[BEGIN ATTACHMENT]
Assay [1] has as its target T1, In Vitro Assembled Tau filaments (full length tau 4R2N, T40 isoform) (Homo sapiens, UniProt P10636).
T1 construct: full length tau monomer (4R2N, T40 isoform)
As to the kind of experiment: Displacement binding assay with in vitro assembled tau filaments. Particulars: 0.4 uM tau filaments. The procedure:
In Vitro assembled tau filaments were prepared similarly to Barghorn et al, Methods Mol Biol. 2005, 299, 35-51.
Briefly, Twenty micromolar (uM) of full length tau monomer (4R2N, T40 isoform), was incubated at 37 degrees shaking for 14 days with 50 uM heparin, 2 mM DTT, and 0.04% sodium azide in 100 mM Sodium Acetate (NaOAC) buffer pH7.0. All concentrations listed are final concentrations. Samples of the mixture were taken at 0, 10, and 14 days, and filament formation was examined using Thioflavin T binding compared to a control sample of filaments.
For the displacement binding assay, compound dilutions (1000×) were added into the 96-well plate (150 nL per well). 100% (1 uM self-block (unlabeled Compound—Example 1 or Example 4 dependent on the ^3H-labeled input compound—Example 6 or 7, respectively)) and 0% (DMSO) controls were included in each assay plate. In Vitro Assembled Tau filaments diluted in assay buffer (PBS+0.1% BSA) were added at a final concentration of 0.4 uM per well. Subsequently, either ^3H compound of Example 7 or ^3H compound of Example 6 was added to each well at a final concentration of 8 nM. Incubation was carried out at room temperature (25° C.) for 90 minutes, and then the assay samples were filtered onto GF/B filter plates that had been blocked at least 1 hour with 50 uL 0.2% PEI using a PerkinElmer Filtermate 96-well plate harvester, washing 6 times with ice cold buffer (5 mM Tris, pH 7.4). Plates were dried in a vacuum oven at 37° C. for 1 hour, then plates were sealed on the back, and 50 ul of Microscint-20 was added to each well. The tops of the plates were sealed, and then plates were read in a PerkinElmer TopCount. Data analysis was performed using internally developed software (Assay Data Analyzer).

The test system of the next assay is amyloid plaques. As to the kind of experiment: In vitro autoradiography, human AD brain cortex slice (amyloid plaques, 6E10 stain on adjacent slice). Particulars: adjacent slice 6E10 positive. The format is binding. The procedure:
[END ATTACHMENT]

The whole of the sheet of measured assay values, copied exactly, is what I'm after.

Assay [1] has as its target T1, In Vitro Assembled Tau filaments (full length tau 4R2N, T40 isoform) (Homo sapiens, UniProt P10636).
T1 construct: full length tau monomer (4R2N, T40 isoform)
As to the kind of experiment: Displacement binding assay with in vitro assembled tau filaments. Particulars: 0.4 uM tau filaments. The procedure:
In Vitro assembled tau filaments were prepared similarly to Barghorn et al, Methods Mol Biol. 2005, 299, 35-51.
Briefly, Twenty micromolar (uM) of full length tau monomer (4R2N, T40 isoform), was incubated at 37 degrees shaking for 14 days with 50 uM heparin, 2 mM DTT, and 0.04% sodium azide in 100 mM Sodium Acetate (NaOAC) buffer pH7.0. All concentrations listed are final concentrations. Samples of the mixture were taken at 0, 10, and 14 days, and filament formation was examined using Thioflavin T binding compared to a control sample of filaments.
For the displacement binding assay, compound dilutions (1000×) were added into the 96-well plate (150 nL per well). 100% (1 uM self-block (unlabeled Compound—Example 1 or Example 4 dependent on the ^3H-labeled input compound—Example 6 or 7, respectively)) and 0% (DMSO) controls were included in each assay plate. In Vitro Assembled Tau filaments diluted in assay buffer (PBS+0.1% BSA) were added at a final concentration of 0.4 uM per well. Subsequently, either ^3H compound of Example 7 or ^3H compound of Example 6 was added to each well at a final concentration of 8 nM. Incubation was carried out at room temperature (25° C.) for 90 minutes, and then the assay samples were filtered onto GF/B filter plates that had been blocked at least 1 hour with 50 uL 0.2% PEI using a PerkinElmer Filtermate 96-well plate harvester, washing 6 times with ice cold buffer (5 mM Tris, pH 7.4). Plates were dried in a vacuum oven at 37° C. for 1 hour, then plates were sealed on the back, and 50 ul of Microscint-20 was added to each well. The tops of the plates were sealed, and then plates were read in a PerkinElmer TopCount. Data analysis was performed using internally developed software (Assay Data Analyzer).

The test system of the next assay is amyloid plaques. As to the kind of experiment: In vitro autoradiography, human AD brain cortex slice (amyloid plaques, 6E10 stain on adjacent slice). Particulars: adjacent slice 6E10 positive. The format is binding. The procedure: